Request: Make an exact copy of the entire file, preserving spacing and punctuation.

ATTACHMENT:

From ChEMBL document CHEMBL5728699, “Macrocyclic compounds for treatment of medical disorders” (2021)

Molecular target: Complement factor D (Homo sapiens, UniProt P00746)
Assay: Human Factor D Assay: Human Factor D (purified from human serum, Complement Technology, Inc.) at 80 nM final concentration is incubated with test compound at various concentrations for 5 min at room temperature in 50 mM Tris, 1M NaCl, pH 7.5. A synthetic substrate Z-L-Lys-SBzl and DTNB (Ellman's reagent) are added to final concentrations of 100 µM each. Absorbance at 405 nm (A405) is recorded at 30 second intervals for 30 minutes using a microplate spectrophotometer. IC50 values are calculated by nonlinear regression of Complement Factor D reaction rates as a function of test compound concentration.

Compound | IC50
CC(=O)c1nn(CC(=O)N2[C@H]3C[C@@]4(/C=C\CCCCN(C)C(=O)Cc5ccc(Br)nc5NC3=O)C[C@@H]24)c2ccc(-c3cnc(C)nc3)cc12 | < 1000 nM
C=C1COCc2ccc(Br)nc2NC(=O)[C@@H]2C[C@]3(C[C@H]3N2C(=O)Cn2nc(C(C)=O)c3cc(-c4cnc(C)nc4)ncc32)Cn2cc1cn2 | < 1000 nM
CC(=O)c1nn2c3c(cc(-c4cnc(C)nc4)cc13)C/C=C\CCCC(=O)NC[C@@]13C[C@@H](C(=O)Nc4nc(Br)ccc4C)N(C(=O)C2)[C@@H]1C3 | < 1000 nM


From ChEMBL document CHEMBL5728699, “Macrocyclic compounds for treatment of medical disorders” (2021)

Molecular target: Complement factor D (Homo sapiens, UniProt P00746)
Assay: Human Factor D Assay: Human Factor D (purified from human serum, Complement Technology, Inc.) at 80 nM final concentration is incubated with test compound at various concentrations for 5 min at room temperature in 50 mM Tris, 1M NaCl, pH 7.5. A synthetic substrate Z-L-Lys-SBzl and DTNB (Ellman's reagent) are added to final concentrations of 100 µM each. Absorbance at 405 nm (A405) is recorded at 30 second intervals for 30 minutes using a microplate spectrophotometer. IC50 values are calculated by nonlinear regression of Complement Factor D reaction rates as a function of test compound concentration.

Compound | IC50
CC(=O)c1nn(CC(=O)N2[C@H]3C[C@@]4(/C=C\CCCCN(C)C(=O)Cc5ccc(Br)nc5NC3=O)C[C@@H]24)c2ccc(-c3cnc(C)nc3)cc12 | < 1000 nM
C=C1COCc2ccc(Br)nc2NC(=O)[C@@H]2C[C@]3(C[C@H]3N2C(=O)Cn2nc(C(C)=O)c3cc(-c4cnc(C)nc4)ncc32)Cn2cc1cn2 | < 1000 nM
CC(=O)c1nn2c3c(cc(-c4cnc(C)nc4)cc13)C/C=C\CCCC(=O)NC[C@@]13C[C@@H](C(=O)Nc4nc(Br)ccc4C)N(C(=O)C2)[C@@H]1C3 | < 1000 nM